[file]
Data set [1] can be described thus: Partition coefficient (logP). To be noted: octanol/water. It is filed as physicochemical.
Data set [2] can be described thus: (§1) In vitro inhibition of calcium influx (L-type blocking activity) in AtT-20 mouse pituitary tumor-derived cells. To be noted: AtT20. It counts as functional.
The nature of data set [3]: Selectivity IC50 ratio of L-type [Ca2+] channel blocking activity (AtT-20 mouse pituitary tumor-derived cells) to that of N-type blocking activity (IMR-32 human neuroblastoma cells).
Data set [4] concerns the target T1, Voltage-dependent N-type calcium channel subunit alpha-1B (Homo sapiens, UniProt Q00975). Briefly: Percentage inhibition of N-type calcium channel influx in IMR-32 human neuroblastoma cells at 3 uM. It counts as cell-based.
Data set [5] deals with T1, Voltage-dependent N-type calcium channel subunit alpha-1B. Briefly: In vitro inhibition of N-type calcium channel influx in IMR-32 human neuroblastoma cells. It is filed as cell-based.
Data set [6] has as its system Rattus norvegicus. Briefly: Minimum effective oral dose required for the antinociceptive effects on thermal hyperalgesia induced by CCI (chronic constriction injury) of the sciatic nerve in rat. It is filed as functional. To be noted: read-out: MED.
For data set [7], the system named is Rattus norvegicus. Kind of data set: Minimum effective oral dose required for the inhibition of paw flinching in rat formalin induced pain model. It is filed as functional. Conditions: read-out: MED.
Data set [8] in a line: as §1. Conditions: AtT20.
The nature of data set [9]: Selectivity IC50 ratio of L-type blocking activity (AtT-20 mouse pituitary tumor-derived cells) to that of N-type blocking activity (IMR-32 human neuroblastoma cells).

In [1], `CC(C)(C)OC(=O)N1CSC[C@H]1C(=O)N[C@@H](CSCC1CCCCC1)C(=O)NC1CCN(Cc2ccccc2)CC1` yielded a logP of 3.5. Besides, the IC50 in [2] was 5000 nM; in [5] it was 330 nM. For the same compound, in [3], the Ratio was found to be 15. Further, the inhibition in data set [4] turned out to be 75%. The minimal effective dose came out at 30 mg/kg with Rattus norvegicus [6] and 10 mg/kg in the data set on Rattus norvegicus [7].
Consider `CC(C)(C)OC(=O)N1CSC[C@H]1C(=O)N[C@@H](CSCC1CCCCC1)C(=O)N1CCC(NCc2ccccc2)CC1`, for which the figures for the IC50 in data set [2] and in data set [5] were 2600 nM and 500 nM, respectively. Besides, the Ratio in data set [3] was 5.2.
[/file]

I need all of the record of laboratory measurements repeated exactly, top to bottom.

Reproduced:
Data set [1] can be described thus: Partition coefficient (logP). To be noted: octanol/water. It is filed as physicochemical.
Data set [2] can be described thus: (§1) In vitro inhibition of calcium influx (L-type blocking activity) in AtT-20 mouse pituitary tumor-derived cells. To be noted: AtT20. It counts as functional.
The nature of data set [3]: Selectivity IC50 ratio of L-type [Ca2+] channel blocking activity (AtT-20 mouse pituitary tumor-derived cells) to that of N-type blocking activity (IMR-32 human neuroblastoma cells).
Data set [4] concerns the target T1, Voltage-dependent N-type calcium channel subunit alpha-1B (Homo sapiens, UniProt Q00975). Briefly: Percentage inhibition of N-type calcium channel influx in IMR-32 human neuroblastoma cells at 3 uM. It counts as cell-based.
Data set [5] deals with T1, Voltage-dependent N-type calcium channel subunit alpha-1B. Briefly: In vitro inhibition of N-type calcium channel influx in IMR-32 human neuroblastoma cells. It is filed as cell-based.
Data set [6] has as its system Rattus norvegicus. Briefly: Minimum effective oral dose required for the antinociceptive effects on thermal hyperalgesia induced by CCI (chronic constriction injury) of the sciatic nerve in rat. It is filed as functional. To be noted: read-out: MED.
For data set [7], the system named is Rattus norvegicus. Kind of data set: Minimum effective oral dose required for the inhibition of paw flinching in rat formalin induced pain model. It is filed as functional. Conditions: read-out: MED.
Data set [8] in a line: as §1. Conditions: AtT20.
The nature of data set [9]: Selectivity IC50 ratio of L-type blocking activity (AtT-20 mouse pituitary tumor-derived cells) to that of N-type blocking activity (IMR-32 human neuroblastoma cells).

In [1], `CC(C)(C)OC(=O)N1CSC[C@H]1C(=O)N[C@@H](CSCC1CCCCC1)C(=O)NC1CCN(Cc2ccccc2)CC1` yielded a logP of 3.5. Besides, the IC50 in [2] was 5000 nM; in [5] it was 330 nM. For the same compound, in [3], the Ratio was found to be 15. Further, the inhibition in data set [4] turned out to be 75%. The minimal effective dose came out at 30 mg/kg with Rattus norvegicus [6] and 10 mg/kg in the data set on Rattus norvegicus [7].
Consider `CC(C)(C)OC(=O)N1CSC[C@H]1C(=O)N[C@@H](CSCC1CCCCC1)C(=O)N1CCC(NCc2ccccc2)CC1`, for which the figures for the IC50 in data set [2] and in data set [5] were 2600 nM and 500 nM, respectively. Besides, the Ratio in data set [3] was 5.2.